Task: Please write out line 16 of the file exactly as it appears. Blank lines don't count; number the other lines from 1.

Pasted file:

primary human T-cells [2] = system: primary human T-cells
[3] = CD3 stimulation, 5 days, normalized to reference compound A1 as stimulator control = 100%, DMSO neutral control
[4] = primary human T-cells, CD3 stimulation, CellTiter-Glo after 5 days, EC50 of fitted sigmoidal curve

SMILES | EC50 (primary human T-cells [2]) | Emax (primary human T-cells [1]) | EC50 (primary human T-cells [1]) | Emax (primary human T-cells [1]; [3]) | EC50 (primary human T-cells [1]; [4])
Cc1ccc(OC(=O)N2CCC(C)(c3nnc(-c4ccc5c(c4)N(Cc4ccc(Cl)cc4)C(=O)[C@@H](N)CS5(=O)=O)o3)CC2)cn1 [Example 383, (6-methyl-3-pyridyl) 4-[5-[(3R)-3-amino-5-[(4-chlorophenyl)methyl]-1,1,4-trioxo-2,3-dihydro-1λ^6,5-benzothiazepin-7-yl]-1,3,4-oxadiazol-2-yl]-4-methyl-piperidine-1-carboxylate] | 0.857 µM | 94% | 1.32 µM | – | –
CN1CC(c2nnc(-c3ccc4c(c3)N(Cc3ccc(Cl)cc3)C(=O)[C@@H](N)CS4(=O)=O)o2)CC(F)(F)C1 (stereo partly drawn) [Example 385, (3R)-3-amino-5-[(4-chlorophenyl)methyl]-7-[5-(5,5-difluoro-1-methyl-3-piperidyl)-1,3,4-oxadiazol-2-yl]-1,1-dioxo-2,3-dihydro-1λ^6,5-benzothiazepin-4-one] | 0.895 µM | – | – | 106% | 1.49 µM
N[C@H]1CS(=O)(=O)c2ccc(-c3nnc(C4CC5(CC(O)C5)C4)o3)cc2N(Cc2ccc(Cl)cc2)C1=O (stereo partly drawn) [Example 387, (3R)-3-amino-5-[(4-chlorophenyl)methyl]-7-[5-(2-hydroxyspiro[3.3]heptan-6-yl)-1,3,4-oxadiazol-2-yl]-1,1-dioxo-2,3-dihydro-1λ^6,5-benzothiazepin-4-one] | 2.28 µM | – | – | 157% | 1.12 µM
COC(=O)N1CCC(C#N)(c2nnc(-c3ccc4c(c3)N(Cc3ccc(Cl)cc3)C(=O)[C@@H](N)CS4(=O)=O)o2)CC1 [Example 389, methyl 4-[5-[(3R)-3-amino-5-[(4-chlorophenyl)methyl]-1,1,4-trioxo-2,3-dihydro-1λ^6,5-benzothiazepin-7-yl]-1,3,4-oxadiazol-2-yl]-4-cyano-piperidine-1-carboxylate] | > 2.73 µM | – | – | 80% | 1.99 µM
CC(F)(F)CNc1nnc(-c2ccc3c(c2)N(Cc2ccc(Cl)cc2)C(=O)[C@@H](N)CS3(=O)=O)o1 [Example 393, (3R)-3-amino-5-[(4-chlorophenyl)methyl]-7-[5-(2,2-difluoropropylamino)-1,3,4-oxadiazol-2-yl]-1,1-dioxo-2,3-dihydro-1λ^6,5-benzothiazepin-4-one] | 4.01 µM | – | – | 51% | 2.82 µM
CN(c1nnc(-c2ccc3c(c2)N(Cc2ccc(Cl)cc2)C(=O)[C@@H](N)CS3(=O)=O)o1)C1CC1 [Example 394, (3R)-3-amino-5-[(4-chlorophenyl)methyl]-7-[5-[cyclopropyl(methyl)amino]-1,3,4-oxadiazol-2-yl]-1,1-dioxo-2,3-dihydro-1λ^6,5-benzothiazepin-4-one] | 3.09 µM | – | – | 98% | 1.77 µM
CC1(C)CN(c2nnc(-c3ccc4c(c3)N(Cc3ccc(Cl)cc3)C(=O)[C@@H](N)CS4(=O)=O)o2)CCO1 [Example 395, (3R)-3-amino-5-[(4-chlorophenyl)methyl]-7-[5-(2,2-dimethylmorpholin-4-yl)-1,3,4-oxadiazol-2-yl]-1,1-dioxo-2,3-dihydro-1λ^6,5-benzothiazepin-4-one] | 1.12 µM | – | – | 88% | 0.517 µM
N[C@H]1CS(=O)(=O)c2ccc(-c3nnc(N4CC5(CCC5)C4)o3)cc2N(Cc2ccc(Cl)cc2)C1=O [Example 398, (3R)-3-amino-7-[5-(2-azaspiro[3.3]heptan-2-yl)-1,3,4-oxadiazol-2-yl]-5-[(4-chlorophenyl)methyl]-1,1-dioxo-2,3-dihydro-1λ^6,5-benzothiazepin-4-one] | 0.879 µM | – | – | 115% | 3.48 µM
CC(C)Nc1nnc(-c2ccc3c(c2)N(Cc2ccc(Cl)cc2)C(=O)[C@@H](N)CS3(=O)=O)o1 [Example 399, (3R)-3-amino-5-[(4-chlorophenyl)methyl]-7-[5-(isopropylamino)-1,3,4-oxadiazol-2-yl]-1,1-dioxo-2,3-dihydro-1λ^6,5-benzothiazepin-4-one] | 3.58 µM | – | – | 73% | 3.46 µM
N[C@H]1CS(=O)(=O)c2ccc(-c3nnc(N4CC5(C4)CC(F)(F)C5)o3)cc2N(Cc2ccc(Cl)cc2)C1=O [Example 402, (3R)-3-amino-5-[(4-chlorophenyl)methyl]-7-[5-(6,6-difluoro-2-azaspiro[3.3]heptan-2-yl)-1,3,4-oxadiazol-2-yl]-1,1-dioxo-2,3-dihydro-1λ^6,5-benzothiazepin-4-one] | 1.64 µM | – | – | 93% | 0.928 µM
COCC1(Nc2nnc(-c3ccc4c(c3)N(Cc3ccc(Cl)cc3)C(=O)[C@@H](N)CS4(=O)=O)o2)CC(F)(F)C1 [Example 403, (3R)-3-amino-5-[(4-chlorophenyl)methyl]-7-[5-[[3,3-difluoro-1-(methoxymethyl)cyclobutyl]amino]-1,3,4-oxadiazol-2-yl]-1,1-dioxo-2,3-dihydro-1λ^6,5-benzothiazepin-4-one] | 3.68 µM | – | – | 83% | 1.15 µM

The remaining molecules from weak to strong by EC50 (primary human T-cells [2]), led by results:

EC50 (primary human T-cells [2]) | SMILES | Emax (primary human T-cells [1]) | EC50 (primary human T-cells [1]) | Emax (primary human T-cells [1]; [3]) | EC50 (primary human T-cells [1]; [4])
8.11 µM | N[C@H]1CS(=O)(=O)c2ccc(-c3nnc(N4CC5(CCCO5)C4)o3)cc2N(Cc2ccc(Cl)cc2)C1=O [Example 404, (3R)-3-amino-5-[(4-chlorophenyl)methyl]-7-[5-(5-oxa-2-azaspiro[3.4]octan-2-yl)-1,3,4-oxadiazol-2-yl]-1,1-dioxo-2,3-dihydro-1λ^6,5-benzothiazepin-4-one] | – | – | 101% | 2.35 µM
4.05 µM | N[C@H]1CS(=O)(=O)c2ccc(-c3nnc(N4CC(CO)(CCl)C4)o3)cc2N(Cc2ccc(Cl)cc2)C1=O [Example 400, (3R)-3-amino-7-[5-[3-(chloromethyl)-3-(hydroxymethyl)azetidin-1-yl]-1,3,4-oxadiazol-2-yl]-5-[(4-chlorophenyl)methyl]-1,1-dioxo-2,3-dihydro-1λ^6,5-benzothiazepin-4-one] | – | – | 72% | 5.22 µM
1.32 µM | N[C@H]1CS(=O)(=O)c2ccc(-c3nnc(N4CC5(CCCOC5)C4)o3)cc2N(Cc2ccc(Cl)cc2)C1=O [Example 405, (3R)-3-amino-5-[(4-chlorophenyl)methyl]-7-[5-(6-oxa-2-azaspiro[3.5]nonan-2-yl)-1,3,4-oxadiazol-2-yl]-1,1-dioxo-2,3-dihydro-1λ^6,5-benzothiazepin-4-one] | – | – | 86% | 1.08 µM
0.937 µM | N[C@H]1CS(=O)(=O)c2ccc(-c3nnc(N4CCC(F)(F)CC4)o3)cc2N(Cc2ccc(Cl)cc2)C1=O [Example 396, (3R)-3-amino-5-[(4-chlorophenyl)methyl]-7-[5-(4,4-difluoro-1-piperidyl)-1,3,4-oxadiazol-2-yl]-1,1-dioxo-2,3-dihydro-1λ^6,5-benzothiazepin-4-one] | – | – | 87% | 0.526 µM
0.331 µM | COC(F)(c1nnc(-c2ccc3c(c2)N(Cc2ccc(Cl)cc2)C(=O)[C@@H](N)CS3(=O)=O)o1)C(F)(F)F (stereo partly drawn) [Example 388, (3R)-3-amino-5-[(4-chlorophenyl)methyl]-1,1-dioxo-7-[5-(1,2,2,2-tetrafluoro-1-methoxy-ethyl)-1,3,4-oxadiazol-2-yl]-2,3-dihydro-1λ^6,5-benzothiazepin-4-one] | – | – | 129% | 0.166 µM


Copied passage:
The remaining molecules from weak to strong by EC50 (primary human T-cells [2]), led by results: